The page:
Evidently this trip was made from somewhere about Smith's Mills or Seymour into Wickenburg as the distance was twelve miles and was up the canyon along which the Phoenix & Prescott road is now built. By good luck they made the trip and got into Wickenburg about dusk, with animals thoroughly blown and men pretty well used up. It had taken just a week to come from Maricopa Wells, usually a drive of a day or two, or three, at the farthest, but the Gila and the Salt were still unfordable, and they would have been detained at the Wells probably a fortnight or more longer had it not been for Louis Heller's boat. They were the first party to pass through in a month, and no one was expected to cross the Hassayampa either way, for a month or so to come.
‘‘"Of course,"’’ the narrative continues, ‘‘"with such rivers and roads-rivers without either bridges or ferries, and roads that follow the beds of rivers-our only conclusion was, that Arizona was in no hurry, for either population or business; and, I judge, this is about so. She must bridge her streams, and construct good substantial roads-at least between all chief points-before she can expect to grow and prosper. This is fundamental in all civilized communities, and she would have recognized it long since, had her population been more from the busy North, than from the indolent, happy-go-lucky South."’’
Evidently our author was somewhat prejudiced against Southern people and while, according to his own statement, Arizona had a territorial area at that time, including Pah-Ute county, of about a hundred and twenty-seven thousand square miles, she had only a population of about three thousand people, the native Americans being about equally divided between the citizens of the Northern and Southern states, most of whom were engaged in trade, farming and teaming, and she was not able to construct bridges across the treacherous streams of Arizona. All Arizonans know the expense attending such enterprises, and when we had an assured population, the legislatures were constantly giving franchises for ferries, etc., over the rivers, particularly along the Colorado, but they had to be supported by travel, and were rather primitive affairs at best. The Apache was the disturbing element, preventing real development in all lines of industry. As we shall see later on, when this menace was removed, Arizona went forward by leaps and bounds, increasing rapidly in both population and wealth.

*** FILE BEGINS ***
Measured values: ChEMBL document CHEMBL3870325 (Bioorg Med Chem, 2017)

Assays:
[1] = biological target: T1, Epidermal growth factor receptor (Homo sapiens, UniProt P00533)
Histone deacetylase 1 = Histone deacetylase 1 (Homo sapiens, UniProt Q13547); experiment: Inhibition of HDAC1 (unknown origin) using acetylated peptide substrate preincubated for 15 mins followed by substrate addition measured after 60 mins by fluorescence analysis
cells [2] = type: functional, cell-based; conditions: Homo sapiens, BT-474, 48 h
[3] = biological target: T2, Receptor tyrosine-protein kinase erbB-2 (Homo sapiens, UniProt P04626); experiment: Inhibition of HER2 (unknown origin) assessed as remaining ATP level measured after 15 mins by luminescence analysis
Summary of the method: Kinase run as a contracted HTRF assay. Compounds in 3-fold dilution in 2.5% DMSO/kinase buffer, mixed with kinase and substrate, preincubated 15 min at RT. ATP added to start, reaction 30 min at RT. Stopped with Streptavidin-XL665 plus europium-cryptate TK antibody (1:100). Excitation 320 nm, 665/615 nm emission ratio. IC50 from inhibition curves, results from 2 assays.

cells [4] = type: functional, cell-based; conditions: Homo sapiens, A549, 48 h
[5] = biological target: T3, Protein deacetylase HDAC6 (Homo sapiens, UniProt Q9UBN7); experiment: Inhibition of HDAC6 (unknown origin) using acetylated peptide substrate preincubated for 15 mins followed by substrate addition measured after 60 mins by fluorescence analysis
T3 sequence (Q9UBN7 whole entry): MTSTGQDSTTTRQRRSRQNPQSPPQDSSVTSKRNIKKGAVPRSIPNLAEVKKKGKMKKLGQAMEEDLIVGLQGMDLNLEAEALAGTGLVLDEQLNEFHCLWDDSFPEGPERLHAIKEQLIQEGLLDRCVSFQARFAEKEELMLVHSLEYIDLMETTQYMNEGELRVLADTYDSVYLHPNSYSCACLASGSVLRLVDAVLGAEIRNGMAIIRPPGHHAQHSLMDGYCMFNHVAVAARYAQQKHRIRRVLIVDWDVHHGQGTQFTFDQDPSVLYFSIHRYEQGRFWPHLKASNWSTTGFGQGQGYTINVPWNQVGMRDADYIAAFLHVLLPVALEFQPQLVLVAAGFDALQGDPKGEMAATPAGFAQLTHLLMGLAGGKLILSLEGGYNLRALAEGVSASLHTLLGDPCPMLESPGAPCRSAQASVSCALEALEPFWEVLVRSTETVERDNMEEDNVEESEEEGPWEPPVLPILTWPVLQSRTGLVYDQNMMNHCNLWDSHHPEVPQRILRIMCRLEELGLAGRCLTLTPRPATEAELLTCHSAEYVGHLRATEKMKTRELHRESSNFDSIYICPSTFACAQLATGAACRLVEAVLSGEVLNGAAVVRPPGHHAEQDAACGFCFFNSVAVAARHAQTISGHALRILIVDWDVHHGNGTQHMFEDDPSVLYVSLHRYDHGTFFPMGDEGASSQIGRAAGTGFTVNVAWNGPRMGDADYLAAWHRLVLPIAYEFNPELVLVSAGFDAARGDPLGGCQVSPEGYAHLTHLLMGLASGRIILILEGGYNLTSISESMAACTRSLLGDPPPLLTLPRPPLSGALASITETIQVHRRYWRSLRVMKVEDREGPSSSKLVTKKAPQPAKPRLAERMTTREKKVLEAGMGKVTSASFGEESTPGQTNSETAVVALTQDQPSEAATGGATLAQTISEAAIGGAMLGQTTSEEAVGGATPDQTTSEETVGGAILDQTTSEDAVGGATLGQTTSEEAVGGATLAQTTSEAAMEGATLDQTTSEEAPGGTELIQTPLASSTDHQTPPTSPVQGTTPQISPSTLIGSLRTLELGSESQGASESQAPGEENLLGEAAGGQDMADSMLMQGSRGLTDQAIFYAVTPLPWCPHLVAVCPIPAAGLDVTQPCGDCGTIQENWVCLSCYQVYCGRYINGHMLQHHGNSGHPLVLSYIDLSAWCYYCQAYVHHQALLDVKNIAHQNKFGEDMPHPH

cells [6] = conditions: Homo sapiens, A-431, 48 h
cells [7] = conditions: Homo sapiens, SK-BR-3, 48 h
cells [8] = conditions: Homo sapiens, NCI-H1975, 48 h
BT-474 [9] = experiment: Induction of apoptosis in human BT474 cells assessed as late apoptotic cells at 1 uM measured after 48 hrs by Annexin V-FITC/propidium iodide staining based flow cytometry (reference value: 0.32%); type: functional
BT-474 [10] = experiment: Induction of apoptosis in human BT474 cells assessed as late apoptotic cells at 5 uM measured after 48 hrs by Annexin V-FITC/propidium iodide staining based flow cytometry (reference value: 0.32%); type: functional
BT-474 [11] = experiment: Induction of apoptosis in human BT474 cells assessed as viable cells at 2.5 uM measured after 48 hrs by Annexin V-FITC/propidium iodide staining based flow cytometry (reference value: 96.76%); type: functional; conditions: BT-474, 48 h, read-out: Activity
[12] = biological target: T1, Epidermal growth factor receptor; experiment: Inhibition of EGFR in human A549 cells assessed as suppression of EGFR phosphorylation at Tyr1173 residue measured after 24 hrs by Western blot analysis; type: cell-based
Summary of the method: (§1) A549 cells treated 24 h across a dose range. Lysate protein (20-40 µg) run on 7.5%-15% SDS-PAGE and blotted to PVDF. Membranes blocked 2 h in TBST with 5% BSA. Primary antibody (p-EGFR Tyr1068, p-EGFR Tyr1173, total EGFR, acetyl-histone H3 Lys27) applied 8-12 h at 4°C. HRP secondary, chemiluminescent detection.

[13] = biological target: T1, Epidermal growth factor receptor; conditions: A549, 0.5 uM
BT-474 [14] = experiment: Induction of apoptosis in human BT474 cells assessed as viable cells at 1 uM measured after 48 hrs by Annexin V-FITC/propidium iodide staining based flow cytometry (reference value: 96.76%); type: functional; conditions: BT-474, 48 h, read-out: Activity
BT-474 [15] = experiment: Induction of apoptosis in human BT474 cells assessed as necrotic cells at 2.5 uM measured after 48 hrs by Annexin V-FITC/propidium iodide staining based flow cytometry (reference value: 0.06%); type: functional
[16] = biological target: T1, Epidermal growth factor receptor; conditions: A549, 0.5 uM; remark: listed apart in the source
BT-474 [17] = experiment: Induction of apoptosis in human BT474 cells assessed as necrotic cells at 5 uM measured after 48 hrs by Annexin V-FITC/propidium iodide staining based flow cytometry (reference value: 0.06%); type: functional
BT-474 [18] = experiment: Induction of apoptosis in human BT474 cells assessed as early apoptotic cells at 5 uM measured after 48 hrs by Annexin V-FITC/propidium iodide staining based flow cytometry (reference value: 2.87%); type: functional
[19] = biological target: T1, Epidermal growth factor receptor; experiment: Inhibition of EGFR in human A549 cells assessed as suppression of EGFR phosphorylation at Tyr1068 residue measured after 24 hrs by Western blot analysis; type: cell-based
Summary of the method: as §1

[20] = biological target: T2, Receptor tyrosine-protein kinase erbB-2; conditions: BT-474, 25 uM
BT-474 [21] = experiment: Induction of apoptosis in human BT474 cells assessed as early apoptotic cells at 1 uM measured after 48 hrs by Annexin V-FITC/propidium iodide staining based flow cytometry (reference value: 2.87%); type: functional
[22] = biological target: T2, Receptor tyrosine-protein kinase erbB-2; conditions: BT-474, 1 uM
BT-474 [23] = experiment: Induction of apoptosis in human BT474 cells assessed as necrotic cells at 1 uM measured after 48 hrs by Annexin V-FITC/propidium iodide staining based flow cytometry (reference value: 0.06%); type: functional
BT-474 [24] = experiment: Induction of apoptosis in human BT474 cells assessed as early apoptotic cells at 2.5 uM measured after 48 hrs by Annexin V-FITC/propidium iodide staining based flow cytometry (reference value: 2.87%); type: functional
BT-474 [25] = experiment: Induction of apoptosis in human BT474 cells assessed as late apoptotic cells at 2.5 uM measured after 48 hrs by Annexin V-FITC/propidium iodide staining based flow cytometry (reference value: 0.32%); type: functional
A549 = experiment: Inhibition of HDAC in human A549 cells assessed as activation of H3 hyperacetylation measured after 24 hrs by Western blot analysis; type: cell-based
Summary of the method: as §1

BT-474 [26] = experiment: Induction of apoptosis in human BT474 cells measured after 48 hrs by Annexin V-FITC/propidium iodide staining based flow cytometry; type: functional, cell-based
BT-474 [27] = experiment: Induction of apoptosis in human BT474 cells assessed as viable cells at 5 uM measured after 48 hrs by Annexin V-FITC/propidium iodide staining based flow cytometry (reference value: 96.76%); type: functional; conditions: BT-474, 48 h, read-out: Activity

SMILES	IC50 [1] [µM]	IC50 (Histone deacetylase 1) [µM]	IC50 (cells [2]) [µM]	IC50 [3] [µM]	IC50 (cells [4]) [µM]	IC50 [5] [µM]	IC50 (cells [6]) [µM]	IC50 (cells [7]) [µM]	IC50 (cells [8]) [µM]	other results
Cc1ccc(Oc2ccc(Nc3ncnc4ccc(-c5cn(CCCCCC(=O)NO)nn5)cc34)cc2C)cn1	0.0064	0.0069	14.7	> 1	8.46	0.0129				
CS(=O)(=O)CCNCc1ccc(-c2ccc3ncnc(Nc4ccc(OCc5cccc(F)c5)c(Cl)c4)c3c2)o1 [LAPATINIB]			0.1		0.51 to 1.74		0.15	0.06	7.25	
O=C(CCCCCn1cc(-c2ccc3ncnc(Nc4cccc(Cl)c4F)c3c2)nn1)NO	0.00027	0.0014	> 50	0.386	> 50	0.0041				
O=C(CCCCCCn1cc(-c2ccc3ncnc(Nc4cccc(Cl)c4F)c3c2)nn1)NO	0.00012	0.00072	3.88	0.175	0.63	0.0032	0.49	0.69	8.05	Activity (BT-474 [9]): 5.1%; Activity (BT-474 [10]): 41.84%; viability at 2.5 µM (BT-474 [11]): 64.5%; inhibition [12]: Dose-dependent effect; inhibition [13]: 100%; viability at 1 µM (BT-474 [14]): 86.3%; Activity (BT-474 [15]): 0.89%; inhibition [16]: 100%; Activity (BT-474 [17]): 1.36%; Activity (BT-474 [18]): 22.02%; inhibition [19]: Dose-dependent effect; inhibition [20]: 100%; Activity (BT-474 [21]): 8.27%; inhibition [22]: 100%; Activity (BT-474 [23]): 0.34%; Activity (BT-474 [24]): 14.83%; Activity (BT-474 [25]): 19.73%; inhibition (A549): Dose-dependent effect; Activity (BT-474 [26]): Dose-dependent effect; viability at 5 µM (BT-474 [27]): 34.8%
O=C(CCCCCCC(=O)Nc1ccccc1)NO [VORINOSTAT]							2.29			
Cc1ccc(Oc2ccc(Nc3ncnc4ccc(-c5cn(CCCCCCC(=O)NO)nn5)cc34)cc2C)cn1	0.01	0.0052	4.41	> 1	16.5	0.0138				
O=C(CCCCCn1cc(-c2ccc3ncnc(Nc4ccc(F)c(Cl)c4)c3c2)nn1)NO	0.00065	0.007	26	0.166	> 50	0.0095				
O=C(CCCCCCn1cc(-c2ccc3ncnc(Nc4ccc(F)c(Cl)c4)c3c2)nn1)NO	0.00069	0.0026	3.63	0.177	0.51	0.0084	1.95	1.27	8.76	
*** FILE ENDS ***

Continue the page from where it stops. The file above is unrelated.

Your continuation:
Wickenburg was found to be an adobe hamlet of perhaps two hundred inhabitants, depending chiefly on the Vulture mine. Here the party halted for two or three days to rest and recruit, which afforded them an opportunity to visit the mine. The General reports it as follows:‘‘
"It is really a fine specimen of gold-bearing quartz, off in the mountains, some fifteen miles west of Wickenburg, whence the ore was then wagoned to the mill, on the Hassayampa at Wickenburg. It consists of a fine vein of free
"The mill at Wickenburg, belonging to the same company, was a fine adobe structure, roofed with shingles, and had just gone into operation. They had previously had a small five stamp mill, which paid very well; but this new mill ran twenty stamps, and would crush forty tons of quartz per day, when worked to its full capacity. Their ore was reputed to average from fifty to seventy dollars per ton, though of course ‚assaying‚ much more, and we were assured would pay for working, if it yielded only from twenty to thirty dollars per ton. If so, we thought stock in the Vulture Company must be a ‚gilt-edged‚ investment; and their noble mine was certainly the best looking enterprise we had yet seen in Arizona. It appeared,